I didn’t know quite what to expect when entering the theatre. I’d chosen this play from a list because I’d presumably found the write up interesting but that was a couple of weeks ago and I couldn’t really remember it. What I got was nothing I could have anticipated. And that was an entirely good thing. If Stuart Lee is the master of deconstructive comedy then this lot are the masters of deconstructive theatre. There was no set to speak of, no real narrative, the text was constantly analysing itself and there was an overarching sense of self effacement throughout the piece. However, this was all delivered with such a lightness of touch and mischievous sense of humour that things were always kept fresh, never overly intellectual or pompous. Yes, there was perhaps a touch of pretentiousness but, as Michael Stipe will tell you, that’s no bad thing.
As a piece of post modern theatre it was hard to fault. And simply as a brilliantly written piece of quality entertainment there were few flaws. As daft as it was ambitious, as joyful as it was innovative, this play was truly one of, of not the, highlight of my fringe so far. And it was all delivered by an annoyingly slim and beautiful cast to keep things easy on the eye. If you want a play that covers love, Shakespeare, Serge Gainsbourg, the joy of performance and probably a whole host of other intellectual musings that went over my head but was no the worse for it, this is the play for you. Basically if you want to be entertained and stimulated in equal measure you can’t go far wrong here. It left the pallet refreshed yet satisfied like a fine Michelin star meal. It is pieces likethis that remind you what the fringe is all about and are vital to the future of inventive new theatre. My only gripe – the run is criminally short. FIVE STARS
Whispering in the Dark
This play set off from Los Angteles, crossed the Pacific picking up its subject, then traversed half the world to settle amidst the salubrious surrounds of Venue 13’s pleasant theatre near the bottom of the Royal Mile. That subject, then, is those two teenage lesbians who shocked both New Zealand & the world by the crude & callous slaying of one of the girl’s mother.
However, this is no simple retelling of the tale, but a garish nightmare of two souls haunted in torment following the demise of their earthly lives. For an hour the audience is privy to their painful purgatory, as the two actresses fence intellectually, sexually & emotionally, occasionally recreate the scenes which led to their ghastly crime.
The dialogue offered up by by director/writer Kaiso Hill is unremitting, enacted at fast pace which is a credit to the actresses training & memory. These, Caitlin Teeley & Kat Ortiz, give us an energetic show & some of the best acting I’ve seen this festival, pouring realistic emotions into their performances. THREE STARS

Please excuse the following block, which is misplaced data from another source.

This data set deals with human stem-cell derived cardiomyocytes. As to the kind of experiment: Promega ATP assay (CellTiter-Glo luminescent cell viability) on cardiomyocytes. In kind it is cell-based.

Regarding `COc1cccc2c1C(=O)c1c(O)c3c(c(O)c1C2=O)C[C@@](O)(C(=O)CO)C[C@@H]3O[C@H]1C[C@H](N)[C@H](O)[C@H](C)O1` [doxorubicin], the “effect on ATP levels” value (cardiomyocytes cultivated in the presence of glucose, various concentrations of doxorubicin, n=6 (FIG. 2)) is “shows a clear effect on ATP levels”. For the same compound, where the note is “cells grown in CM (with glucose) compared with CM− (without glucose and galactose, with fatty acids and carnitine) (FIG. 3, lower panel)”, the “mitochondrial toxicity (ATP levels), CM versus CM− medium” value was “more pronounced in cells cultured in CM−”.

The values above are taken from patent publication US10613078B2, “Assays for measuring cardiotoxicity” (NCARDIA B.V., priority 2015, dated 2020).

Reviewer – Damo Bullen
Head Over Heels in Saudi Arabia
Spotlites@the Merchant Hall
Maisah Sobaihi stars in this play about women’s roles in Saudia Arabia… she poses the question to the audience as to what their pre-conceptions are about women in Saudia Arabia at the offset, with answers mostly returning ideas of oppression, women not being able to drive and men being able to marry multiple times. Sobaihi then challenges these notions and in a humorous and very confident manner acts out some snippets from some women’s daily lives in Saudi Arabia. We are shown how typically a woman might react at finding out her husband wants to take another wife and how a woman feels from the perspective of having married “Misyar”, (marrying outside of financial obligation/sharing a home). Sobaihi also deconstructs familiar pre-conceptions about what it must be like to not be able to drive.
This is both an educational and enjoyable play which is performed well and draws the audience into thinking about what we often presume about Islamic or Middle Eastern nations and cultures. In demonstrating that reactions of women are the same the world over regardless of religion or location, Sobaihi succeeds in making Saudia Arabia not seem quite so different to the UK after all. Maybe one that women would find more appealing than men, and it did feel just a little bit too long on the running time, yet definitely recommendable as something different and valuable in forging some pleasant mental connections between the Western and Eastern sides of the world. THREE STARS
Reviewer – Antionette Thirgood
One of entertainment’s long-time journeywomen, Rosalind Adler has had a dabble with theatre this time round & produced a curious play about man becoming pregnant. This ‘miracle’ occurred just as the roles had been reversed in his marriage, with his wife having become the chief bread winner. These are the only actors in the play, which revolves around their bickering & tenderness. We in the audience have obtained a big brother like window into their lives, & are treat to a glut of emotional moods as the tensions of a modern relationship are played out before us. Sometimes funny, sometimes awkward, it is a very real play from a very real voice, & watchable show to boot THREE STARS
Reviewer Damo Bullen
Award winning self proclaimed ‘Mentalist’ Doug Segal performs a mind-blowing extavaganza of comedy, magic, animation and audience interaction set in the midst of the festival action within the Gilded Balloon on Teviot Square.